5 tips to effective, efficient staff meetings

July 21, 2017

Not starting meetings on time and waiting for late staff sends the message that on-time people’s time is not important, says Anthony Record, LDO, FNAO, ABO, of Tampa, FL at Vison Expo East.

New York-Not starting meetings on time and waiting for late staff sends the message that on-time people’s time is not important, says Anthony Record, LDO, FNAO, ABO, of Tampa, FL at Vison Expo East.

Current habits, meeting structure, nervousness, engagement, and meeting alternatives should be evaluated to determine the effectiveness of your staff meetings, says Record. Once current meeting habits are evaluated, then you can make adjustments to make your meetings more effective.

Related: Understanding millennial patients and staff

Assessing current habits

Record says to first assess your current meeting habits by asking yourself the following:

• I look forward to conducting team meetings

• Staff members seem to look forward to team meetings

• Employees are given a meeting agenda a few days in advance

• Most of the time the agenda is adhered to without deviation

• Our staff meetings always start on time

• Our staff meetings usually end on time-sometimes early

• Employees would describe our meetings as positive and productive

• No employees ever interrupt or disrupt our team meetings

• The practice manager, owners, and principal doctors usually attend our staff meetings

• If I had to, I could describe at least three great improvements or achievements that came out of a meeting last year

Related: Managing your employees’ social media use

If you are leaving questions unanswered during meetings, it may be time to assess your current meeting habits. Based on how you assess your current meeting habits, there are three keys to an effective staff meeting, says Record.

“The criteria for an effective staff meeting is planning, execution, and follow-up,” says Record. “Meetings that aren’t productive cost you time and energy.”

 

Meeting structure and preparation

Record says that before a staff meeting you should consider:

• Setting an agenda

• Setting time limits

• Advise attendees on what to bring

• Set meeting time and place that is conducive

• Avoid late-day meetings

• Always summarize meetings

Related: Getting your staff off to a great start

“Holding a meeting for the whole office when it’s a topic that may pertain to a select few causes the staff to think their time is being wasted,” says Record. “It also sends the message that boss may not have the backbone to address only select few staff members who may be in violation.”

Record says to choose one of three templates for your staff meetings:

• Traditional: Introduction, tell the staff what information you are going to tell them, tell the staff that information, tell the staff what information you told them, ending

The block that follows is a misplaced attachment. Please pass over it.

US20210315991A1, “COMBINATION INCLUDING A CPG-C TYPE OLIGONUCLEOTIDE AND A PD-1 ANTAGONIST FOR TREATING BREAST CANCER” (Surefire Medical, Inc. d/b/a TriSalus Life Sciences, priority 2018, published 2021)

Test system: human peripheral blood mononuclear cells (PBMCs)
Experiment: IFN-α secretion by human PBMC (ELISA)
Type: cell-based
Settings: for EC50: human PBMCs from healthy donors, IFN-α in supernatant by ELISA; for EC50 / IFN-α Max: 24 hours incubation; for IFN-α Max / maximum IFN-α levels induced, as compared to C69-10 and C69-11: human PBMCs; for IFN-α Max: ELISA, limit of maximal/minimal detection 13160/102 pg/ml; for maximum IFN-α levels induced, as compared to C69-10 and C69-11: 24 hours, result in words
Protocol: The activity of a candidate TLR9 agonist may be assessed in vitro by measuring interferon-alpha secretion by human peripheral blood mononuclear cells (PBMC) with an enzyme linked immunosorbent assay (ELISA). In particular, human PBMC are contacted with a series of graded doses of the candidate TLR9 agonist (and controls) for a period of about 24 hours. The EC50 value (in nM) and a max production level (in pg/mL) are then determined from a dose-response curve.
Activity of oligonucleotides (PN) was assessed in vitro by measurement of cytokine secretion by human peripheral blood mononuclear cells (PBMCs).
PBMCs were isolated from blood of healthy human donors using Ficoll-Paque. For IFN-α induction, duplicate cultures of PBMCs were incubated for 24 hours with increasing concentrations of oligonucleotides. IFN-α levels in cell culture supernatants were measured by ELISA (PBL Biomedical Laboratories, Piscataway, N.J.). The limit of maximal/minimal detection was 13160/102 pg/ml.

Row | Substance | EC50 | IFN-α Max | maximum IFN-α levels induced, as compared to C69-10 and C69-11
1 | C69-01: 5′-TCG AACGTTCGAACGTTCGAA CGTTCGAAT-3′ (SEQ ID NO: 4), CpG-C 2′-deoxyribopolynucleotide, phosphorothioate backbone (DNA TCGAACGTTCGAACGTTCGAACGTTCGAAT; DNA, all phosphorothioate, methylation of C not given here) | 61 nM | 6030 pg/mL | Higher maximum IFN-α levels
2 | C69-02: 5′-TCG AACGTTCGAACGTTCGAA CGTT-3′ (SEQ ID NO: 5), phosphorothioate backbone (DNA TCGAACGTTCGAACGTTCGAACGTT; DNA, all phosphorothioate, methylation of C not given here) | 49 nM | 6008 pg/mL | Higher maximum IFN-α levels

• Question and answer (Q&A): Introduction, questions, answers, ending

• Alcoholic Anonymous (AA): Introduction, AA, ending

He also says that you must anticipate problems before the meeting, such as someone wanting to go against the meeting’s agenda.

“Before the meeting you want to have the agenda set and a pre-call to establish expectations,” says Record. “Give the staff what they want such as, credibility, relevance, and substance.”

Related: 4 steps to adjust staff salaries

Keeping meeting attendees engaged

Record says, to keep meeting attendees focused you should:

• Start meetings with a bang, not a whimper

• Tell a story, patient experience, or an employee kudos that is related to your practice

• Form personal connections

• Follow a specific outline

• Manage Q&A like a pro

-       Anticipate

-       Prepare

-       Rehearse

-       Listen

-       Repeat

-       Involve

“If questions are too complex to answer at the time, use the Keep it Simple, Stupid (KISS) method,” says Record. “It’s also OK to defer the question to later or admit it is too hard to answer. You can always ask the audience-but never bluff.”

 

Record says, if meeting attendees are being disrespectful or not paying attention during the meeting, use the following tactics to get them to comply:

• Ignore them

• Use physical proximity to quell them

• Make eye contact with them

• Take a break and pull them aside

• Ask them to leave

“Part of having an effective staff meeting is learning to be a good meeting facilitator,” says Record. “You must be prepared for everything you may encounter-not just the meeting.”

Humor is OK to use, but follow these do’s and don’ts when you do, says Record.

“Use real-life examples,” he says. “Make fun of yourself and use visual humor, but never laugh at your own jokes or build a meeting around a joke.”

Related: The top 18 staff horror stories

Battling nervousness

It is important to manage any nervousness you may have heading into the meeting.

“Use alpha breathing techniques, finger exercises, and try memorizing the first three to five minute of your presentation beforehand to help combat nervousness,” says Record.

If presenting at a meeting is not your thing, Toastmasters International is a great place to improve your presentation skills, says Record.

Related: 5 ways to fire a patient

Alternative options to meetings

If having a meeting isn’t an option, use alternatives to communicate with your staff effectively, says Record. Meeting alternatives include:

• Instant messaging (IM)

• Email communication

• Brainstorming sessions

• Teleconferencing

• One-on-one meetings

• Newsletters

• Non-traditional meetings

• Holding meetings during off hours

The goal is to take your staff meetings from ordinary to extraordinary, and you can do so by employing these simple meeting tips, says Record.

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